Puppet Master III: Toulon’s Revenge (1991)

Puppet Master III: Toulon's Revenge (1991)

When good puppets go bad

During World War 2, the Nazis learn out that Andre Toulon’s puppets operate without strings as if they have a life of their own. Determined to get their hands on Toulon’s secret of reanimation, the Gestapo try to kidnap Toulon but this disastrously ends with the death of his wife. Toulon escapes and together with his puppets, he plots a nasty revenge against the Germans responsible.

 

Having exhausted what could be done in the present day with a bunch of killer puppets in a remote hotel in the first two films, the third entry into the Puppet Master series sees them go back in time to the Second World War for this prequel chronicling the events which led to the events of the others. Despite the fresh backdrop and the novelty of the puppets being used as the ‘heroes’ this time (even though they still kill people!), the end result is virtually the same as the previous instalments only with a lot more puppet action.

Puppet Master III: Toulon’s Revenge has too much emphasis on trying to fit itself into series canon that it ends up re-writing canon history in the process, forgetting continuity it needed to maintain for the first two films to make sense. That said, the film does a great job of bringing to life WW2 Germany so there’s never any doubt for a second what time period this is supposed to be set in. Maybe it’s a little too cliché to bring in the Nazis as bad guys but someone needed to go up against the puppets in order to turn them into heroes. And in veteran villain Richard Lynch’s snarling Major Krauss there’s a bad guy worth hissing at the screen for. It makes a welcome change being able to cheer for them as proper heroes, not anti-heroes because they’re eliminating annoying members of the cast as in the previous films. Guy Rolfe’s turn as Toulon adds much needed warmth and sincerity to the character, casting to one side the knowledge we have of how he will turn out. An Anakin Skywalker/Darth Vader transformation this is not but Rolfe at least makes the good version of his character sympathetic. The script doesn’t do him many favours however, especially during his wife’s death scene.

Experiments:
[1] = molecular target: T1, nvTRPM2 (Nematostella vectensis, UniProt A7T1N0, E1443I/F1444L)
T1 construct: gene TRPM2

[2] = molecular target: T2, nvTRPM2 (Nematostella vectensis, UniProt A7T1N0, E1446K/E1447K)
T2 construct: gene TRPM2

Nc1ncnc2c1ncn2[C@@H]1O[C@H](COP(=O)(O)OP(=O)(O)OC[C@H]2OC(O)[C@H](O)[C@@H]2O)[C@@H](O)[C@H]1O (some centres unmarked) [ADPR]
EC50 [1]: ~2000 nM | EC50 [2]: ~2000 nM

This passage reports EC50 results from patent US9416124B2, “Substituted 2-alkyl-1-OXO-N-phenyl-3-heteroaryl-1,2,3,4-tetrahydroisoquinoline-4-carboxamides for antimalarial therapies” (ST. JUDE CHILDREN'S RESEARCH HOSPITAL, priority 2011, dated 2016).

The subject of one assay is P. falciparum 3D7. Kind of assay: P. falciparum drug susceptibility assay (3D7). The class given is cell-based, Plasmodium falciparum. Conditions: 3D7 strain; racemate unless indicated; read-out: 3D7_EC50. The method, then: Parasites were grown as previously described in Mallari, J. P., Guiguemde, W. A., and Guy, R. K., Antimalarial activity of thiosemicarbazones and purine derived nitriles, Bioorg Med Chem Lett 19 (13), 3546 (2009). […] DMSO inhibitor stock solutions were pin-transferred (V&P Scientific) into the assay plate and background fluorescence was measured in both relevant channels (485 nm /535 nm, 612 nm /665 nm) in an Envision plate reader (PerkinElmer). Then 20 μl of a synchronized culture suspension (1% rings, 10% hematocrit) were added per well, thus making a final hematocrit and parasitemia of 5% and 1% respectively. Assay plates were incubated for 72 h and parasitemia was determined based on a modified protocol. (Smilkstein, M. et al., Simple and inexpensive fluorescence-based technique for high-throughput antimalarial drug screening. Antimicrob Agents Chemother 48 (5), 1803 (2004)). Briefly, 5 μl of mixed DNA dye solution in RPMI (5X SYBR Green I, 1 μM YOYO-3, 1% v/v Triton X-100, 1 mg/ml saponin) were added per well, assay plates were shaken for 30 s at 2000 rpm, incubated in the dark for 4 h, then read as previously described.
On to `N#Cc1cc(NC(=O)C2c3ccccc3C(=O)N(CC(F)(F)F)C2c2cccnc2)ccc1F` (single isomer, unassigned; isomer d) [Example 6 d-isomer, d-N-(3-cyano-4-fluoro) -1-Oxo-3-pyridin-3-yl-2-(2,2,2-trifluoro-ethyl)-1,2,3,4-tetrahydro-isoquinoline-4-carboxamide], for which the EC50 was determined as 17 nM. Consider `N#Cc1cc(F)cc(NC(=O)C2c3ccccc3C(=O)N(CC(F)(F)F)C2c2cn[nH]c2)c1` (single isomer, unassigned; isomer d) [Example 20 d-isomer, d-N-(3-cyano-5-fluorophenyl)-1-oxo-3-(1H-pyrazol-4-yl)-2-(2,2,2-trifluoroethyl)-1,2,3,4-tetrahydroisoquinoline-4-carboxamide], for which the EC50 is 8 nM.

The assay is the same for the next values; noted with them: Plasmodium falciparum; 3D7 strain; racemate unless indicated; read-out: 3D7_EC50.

The true stars of the series have always been the puppets and they’re at their most deadly and mischievous here. The special effects vary in quality but there’s no question that each of the puppets looks and acts in a unique manner, featuring quirky individual characteristics. Watch them as their bow their little heads in sorrow whenever they get upset – it’s brilliantly life-life. Each of the puppets is given some back story of how they came to be and there’s the bonus addition of an excellent new puppet – Six Shooter, a miniature cowboy armed with six arms and loaded guns. This will raise the issue of why he wasn’t in the first two films if he was a ‘Toulon original’ but there’s too many unanswered questions left floating around here for me to really care. Continuity has never been a strong point in horror franchises! The puppets all get plenty to do here though most of their handy work is devoted to the second half of the film.

 

Puppet Master III: Toulon’s Revenge is the best sequel in the entire series, arguably the best entry in the entire franchise and possibly one of the best films Full Moon ever made. Whilst that’s not a total badge of honour given some of the poor sequels which followed, it’s at least a fitting testament to a film from an era in which low budget horror films like this had a bit of spunk and fight about them.

 

 ★★★★★★★☆☆☆ 

 

 

12 Days of Terror (2004)

12 Days of Terror (2004)

Based on the terrifying true events that inspired Jaws

It’s 1916 and the beaches of New Jersey are packed with swimmers, eager to forget the stories of the war brewing across the Atlantic. However that all changed on July 1st when, during a twelve-day period, a killer shark takes up residence in the waters, threatening New Jersey’s thriving tourist industry.